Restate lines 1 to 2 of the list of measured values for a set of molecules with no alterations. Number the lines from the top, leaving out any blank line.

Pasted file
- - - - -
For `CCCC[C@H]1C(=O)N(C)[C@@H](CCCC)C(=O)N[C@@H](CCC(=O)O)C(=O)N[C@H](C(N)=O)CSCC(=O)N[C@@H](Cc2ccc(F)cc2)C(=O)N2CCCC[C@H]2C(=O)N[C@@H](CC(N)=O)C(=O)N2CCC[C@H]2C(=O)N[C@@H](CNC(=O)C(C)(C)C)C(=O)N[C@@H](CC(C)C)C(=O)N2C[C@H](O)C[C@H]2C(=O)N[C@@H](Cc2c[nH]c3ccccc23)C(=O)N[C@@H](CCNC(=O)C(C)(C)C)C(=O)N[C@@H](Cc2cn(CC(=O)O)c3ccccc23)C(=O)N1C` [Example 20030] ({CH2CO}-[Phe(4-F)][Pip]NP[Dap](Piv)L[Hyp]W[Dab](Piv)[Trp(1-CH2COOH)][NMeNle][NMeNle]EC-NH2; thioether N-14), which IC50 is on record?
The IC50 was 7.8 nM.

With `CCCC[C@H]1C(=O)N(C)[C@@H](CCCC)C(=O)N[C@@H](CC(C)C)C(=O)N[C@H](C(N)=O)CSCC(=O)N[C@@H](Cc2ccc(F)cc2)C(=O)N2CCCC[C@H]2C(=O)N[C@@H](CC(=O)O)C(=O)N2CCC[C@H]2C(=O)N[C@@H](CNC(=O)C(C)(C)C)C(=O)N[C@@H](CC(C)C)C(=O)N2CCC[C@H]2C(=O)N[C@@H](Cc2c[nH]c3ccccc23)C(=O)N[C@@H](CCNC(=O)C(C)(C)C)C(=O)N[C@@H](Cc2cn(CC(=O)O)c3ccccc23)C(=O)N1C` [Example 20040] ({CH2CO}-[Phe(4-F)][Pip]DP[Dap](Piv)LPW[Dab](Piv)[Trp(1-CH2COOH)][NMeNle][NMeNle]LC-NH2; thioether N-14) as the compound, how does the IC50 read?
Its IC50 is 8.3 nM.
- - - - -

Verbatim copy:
For `CCCC[C@H]1C(=O)N(C)[C@@H](CCCC)C(=O)N[C@@H](CCC(=O)O)C(=O)N[C@H](C(N)=O)CSCC(=O)N[C@@H](Cc2ccc(F)cc2)C(=O)N2CCCC[C@H]2C(=O)N[C@@H](CC(N)=O)C(=O)N2CCC[C@H]2C(=O)N[C@@H](CNC(=O)C(C)(C)C)C(=O)N[C@@H](CC(C)C)C(=O)N2C[C@H](O)C[C@H]2C(=O)N[C@@H](Cc2c[nH]c3ccccc23)C(=O)N[C@@H](CCNC(=O)C(C)(C)C)C(=O)N[C@@H](Cc2cn(CC(=O)O)c3ccccc23)C(=O)N1C` [Example 20030] ({CH2CO}-[Phe(4-F)][Pip]NP[Dap](Piv)L[Hyp]W[Dab](Piv)[Trp(1-CH2COOH)][NMeNle][NMeNle]EC-NH2; thioether N-14), which IC50 is on record?
The IC50 was 7.8 nM.